4

Bob buys a car that meets the "lemon-law" presumption of California's lemon laws; to collect civil penalties for non-willful violations, he needs to serve a notice on the manufacturer. But the manufacturer is already represented by an attorney who demanded Bob not to contact the would-be-defendant manufacturer. What is the correct course of action for Bob?

According to Civ. Code § 1794(e)(3):

"After the [vehicle met "lemon law"], the buyer may serve upon the manufacturer a written notice requesting that the manufacturer comply with [its replace-or-refund duties]. If the buyer fails to serve the notice, the manufacturer shall not be liable for a civil penalty pursuant to this subdivision." (boldface added)

Does that "may" mean such permission that can overcome the prohibition that Bob directly contacts manufacturer if their attorney (1) asserts they will represent manufacturer going forward, (2) that all communications be directed to the attorney, and (3) expressly commands to cease any communications with manufacturer?

Does it mean that such service of process duty shall be complied with through the attorney or it means that, for compliance with the subparagraph of the paragraph of this subdivision, Bob may still -- and to assert the rights conferred therein, in fact, must -- make contact directly with the manufacturer?

This could go both ways, and no direct authority helps.

Any analogous situation?

5

Bob personally has no duty to honor Attorney's demands of non-contact. Bob is permitted to serve Manufacturer directly, or he may request that Attorney waive service on Manufacturer's behalf.

0
5

Not only can it, it must be

The statute is very clear that if it is not served on the manufacturer, the manufacturer has no liability.

The “may” in the clause gives discretion to the consumer on if they want to serve the manufacturer, not on how.

You have no contract or other relationship with the manufacturer’s lawyer that requires you to follow their instructions, so don’t.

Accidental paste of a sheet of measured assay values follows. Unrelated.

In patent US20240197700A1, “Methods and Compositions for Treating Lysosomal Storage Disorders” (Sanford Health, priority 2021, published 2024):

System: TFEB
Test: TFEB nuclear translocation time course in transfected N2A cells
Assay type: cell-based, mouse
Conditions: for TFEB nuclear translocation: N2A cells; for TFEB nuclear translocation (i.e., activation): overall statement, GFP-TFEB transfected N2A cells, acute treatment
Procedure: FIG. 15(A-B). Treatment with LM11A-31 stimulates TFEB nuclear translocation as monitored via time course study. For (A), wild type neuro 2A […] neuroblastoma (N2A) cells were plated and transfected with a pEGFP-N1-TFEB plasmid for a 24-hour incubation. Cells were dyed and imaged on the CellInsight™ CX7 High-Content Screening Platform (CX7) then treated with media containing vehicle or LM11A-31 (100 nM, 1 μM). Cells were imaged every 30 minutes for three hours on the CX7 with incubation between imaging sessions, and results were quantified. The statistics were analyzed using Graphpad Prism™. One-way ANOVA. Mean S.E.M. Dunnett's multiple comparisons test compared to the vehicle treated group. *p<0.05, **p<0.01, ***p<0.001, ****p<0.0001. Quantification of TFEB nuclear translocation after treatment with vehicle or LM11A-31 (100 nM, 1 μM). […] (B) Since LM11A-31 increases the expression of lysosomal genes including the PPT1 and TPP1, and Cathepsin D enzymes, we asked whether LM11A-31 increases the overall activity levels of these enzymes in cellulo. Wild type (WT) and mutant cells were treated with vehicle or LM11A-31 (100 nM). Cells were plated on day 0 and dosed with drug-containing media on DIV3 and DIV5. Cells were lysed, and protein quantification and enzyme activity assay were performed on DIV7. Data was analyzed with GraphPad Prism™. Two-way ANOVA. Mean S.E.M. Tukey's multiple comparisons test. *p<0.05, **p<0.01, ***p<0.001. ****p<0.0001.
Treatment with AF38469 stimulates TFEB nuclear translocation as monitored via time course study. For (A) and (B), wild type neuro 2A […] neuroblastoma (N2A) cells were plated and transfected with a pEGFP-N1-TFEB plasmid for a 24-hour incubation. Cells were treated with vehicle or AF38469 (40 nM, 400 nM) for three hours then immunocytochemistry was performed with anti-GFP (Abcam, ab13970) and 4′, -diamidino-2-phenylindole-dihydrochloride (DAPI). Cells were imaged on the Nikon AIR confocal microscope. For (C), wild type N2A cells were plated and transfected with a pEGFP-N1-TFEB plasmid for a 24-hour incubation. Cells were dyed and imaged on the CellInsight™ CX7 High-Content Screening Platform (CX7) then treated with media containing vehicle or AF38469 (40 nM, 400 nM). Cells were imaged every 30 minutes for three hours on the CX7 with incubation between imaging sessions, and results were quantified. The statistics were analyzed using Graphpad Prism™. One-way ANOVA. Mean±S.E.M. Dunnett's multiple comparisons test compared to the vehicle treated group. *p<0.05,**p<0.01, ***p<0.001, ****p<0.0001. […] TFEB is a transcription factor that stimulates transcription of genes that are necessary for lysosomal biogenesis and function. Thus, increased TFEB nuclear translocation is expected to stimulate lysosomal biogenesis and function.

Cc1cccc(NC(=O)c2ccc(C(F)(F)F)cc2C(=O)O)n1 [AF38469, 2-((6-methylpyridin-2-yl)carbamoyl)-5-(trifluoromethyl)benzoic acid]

0
3

An attorney for someone may insist that attorneys for other people not contact his client, as a matter of attorney ethics. The attorney does not have a right to insist that the clients themselves (if they are not merely acting as conduits for their own attorneys) do so, or to prohibit someone from serving process or a notice on another person.

Process to commence a lawsuit may not be served by someone who is a party to the lawsuit, by their lawyer(s), or by someone under the age of eighteen. So, even if Bob could give legal pre-litigation notice to a manufacturer he proposes to sue, he could not serve the summons and complaint in that lawsuit upon the manufacturer. This is something that would have to be done by a third-party such as a deputy sheriff or a process server or a paralegal in the office of Bob's lawyer.

2
  • 1
    How widespread is the rule that a party may not serve papers personally? I know in some cases in some jurisdictions service may be made bi certified or registered mail. Could such mail be sent directly by a party? Oct 25 at 23:59
  • 2
    @DavidSiegel It is widespread with respect to personal service. With respect to service by mail the conceptual issue is whether service was accomplished by the mail delivery person or by the person who sent the mail. This is particularly true in the case of registered or certified mail in which case the proof of service is by a third-party. Of course, fine details of procedure at this level vary.
    – ohwilleke
    Oct 26 at 20:24

Your Answer

By clicking “Post Your Answer”, you agree to our terms of service, privacy policy and cookie policy

Not the answer you're looking for? Browse other questions tagged or ask your own question.